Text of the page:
In a note ominously titled "Nuclear Winter,"
analyst Steven Fox downgraded
to near-term neutral from near-term accumulate in a note to investors this morning.
Fox's title -- a reference to the eradication of life in the wake of a large-scale nuclear war -- fits nicely with his dire view of Corning's near-term prospects. "Our recent field checks lead us to believe that results in Corning's high-margin fiber business (20% to 25% of sales) over the next few quarters will be below even our worst-case scenario," he wrote. The analyst trimmed back his outlook on the company's fiber business and said that domestic pricing pressures would spill over into healthy markets, like Asia.
Earnings estimates were also scaled back as a result of the new outlook. For 2001, per-share earnings are now expected to come in at 75 cents, down from 85 cents, with 2002 earnings pegged at 80 cents, off from $1. Both are well below Wall Street consensus. According to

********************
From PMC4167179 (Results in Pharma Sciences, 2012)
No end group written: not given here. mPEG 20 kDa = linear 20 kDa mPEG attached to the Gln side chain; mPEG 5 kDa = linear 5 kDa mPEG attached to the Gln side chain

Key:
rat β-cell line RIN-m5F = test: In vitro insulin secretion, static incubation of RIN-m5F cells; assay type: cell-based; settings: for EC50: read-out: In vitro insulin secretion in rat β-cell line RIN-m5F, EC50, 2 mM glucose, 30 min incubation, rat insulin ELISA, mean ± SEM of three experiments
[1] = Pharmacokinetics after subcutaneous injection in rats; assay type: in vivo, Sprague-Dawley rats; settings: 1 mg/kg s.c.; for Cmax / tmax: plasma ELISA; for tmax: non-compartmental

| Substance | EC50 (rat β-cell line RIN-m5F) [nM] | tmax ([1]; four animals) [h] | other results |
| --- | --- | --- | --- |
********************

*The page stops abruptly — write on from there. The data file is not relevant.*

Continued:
Thomson Financial/First Call
, analysts expect the company to make 88 cents a share in 2001 and $1 a share in 2002.
Shares of Corning were off 81 cents, or 4.7%, to $16.54 in midmorning trading. The shares hit a 52-week low of $16 shortly after the opening bell.
Up until yesterday's note, Fox's stance on Corning was that purchasing shares below $20 would yield a nice gain within 12 months. But after doing field checks, Fox said it could take a year to a year-and-a-half to produce a solid return when buying Corning below $20.
Despite the near-term difficulties, Fox maintained his long-term buy on the stock "based on Corning's leading position in excellent long-term growth areas."